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New city rules are backed by greed

There has been much controversy lately surrounding the proposed rules regulating private property impound, or PPI, tows in the city of Portland.

The regulations are being proposed by Commissioner Randy Leonard and Marian Gaylord, towing coordinator for the city.

The regulations are needed, according to them, because of the high number of complaints that their offices receive about PPI tows. But they're not telling you the real reason for the proposed changes.

Here it is:

The Oregon Tow Truck Association did a public records search with the towing coordinator's office and found that out of approximately 9,000 PPI tows performed so far this year, 40 complaints were filed with the city. That works out to 0.4 percent.

Further research through public records provided to the association by the towing coordinator show that since 1996, a total of 422 complaints have been filed with the office, out of an estimated 70,000 PPI tows performed in the city.

A breakdown of those complaints show that 136 of them were not valid because of various reasons, cutting the legitimate complaints down to only 286.

The towing coordinator could not provide the Oregon Tow Truck Association with any information about how many of the 286 complaints were found to be legitimate tows.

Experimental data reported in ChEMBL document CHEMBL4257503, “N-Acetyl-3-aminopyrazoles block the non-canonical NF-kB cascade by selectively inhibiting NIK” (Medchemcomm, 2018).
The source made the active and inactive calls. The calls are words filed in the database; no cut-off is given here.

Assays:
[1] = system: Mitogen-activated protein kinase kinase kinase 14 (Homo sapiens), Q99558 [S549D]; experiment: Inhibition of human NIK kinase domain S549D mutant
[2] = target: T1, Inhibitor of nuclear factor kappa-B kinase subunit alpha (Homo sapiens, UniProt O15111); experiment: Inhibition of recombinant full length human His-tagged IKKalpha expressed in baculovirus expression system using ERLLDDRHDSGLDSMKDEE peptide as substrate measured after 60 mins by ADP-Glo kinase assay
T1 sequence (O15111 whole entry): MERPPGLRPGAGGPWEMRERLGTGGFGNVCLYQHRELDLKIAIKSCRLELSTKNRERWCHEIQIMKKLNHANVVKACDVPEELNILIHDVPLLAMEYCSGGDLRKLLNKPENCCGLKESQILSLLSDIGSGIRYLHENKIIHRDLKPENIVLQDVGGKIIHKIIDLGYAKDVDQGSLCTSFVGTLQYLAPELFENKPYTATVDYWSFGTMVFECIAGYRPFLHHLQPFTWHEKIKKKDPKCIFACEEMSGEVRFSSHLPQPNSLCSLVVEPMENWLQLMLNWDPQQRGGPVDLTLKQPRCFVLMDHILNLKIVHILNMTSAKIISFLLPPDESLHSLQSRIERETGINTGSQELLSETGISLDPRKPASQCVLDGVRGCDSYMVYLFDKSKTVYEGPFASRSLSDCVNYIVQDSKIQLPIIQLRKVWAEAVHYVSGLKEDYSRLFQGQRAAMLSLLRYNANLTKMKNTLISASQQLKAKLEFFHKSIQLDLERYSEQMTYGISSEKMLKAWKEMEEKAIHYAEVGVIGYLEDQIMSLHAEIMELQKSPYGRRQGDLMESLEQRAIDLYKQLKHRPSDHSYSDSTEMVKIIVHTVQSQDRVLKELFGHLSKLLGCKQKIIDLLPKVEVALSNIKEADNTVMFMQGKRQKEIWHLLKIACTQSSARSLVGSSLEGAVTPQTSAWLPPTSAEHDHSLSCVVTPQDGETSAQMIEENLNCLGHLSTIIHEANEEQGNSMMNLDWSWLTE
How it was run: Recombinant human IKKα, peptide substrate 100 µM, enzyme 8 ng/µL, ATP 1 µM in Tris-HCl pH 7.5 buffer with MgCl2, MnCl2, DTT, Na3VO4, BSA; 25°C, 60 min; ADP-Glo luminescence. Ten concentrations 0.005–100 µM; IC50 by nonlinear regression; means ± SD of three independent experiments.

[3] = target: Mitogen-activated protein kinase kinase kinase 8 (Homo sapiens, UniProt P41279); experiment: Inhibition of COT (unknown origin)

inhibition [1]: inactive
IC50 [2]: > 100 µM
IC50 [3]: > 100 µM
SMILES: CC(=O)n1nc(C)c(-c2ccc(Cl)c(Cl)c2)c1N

Assuming all of the complaints were valid, which I seriously doubt, that computes to a 0.4 percent complaint ratio.

So why are Leonard and Gaylord putting so much time and effort into creating 19 pages of new regulations to restrict property owners' rights to control illegally parked vehicles?

The answer isn't because a 'high number of complaints,' because 0.4 percent is extremely low.

The answer is money!

The city of Portland wants its piece of the pie. It's an area of business that the city isn't currently taxing.

What Leonard and Gaylord aren't saying is that the city of Portland wants money from all the Portland PPIs.

On Page 13 of the new regulations (which I'll bet that most of you haven't been able to get a copy of), the city has built in a fee for itself. And guess who pays the fee?

I'll give you a hint. It's not the towing company. It is the vehicle owner.

The $5-per-car fee is called a 'service fee' and is 'payable to the City of Portland on redeemed vehicles.' So 10,000 PPIs a year multiplied by $5 equals $50,000 in revenue to the city, paid for by vehicle owners.

With your money, they can administer the 19 pages of new regulations and use the revenue to help resolve 43 complaints a year.

That's $1,162 in revenue per complaint, paid for by the vehicle owners that the city says it is trying to help.

Towing companies that perform PPI tows in the city of Portland are already abiding by seven pages of the most restrictive PPI regulations in the state of Oregon.

The system in place works fine and results in very few complaints from vehicle owners. There's only one problem with the current rules. The city doesn't have a piece of the pie.

Steven Preston is the president and founder of Sergeants Towing Inc. in North Portland and an elected industry representative on the Portland Towing Board of Review. He lives in Oregon City.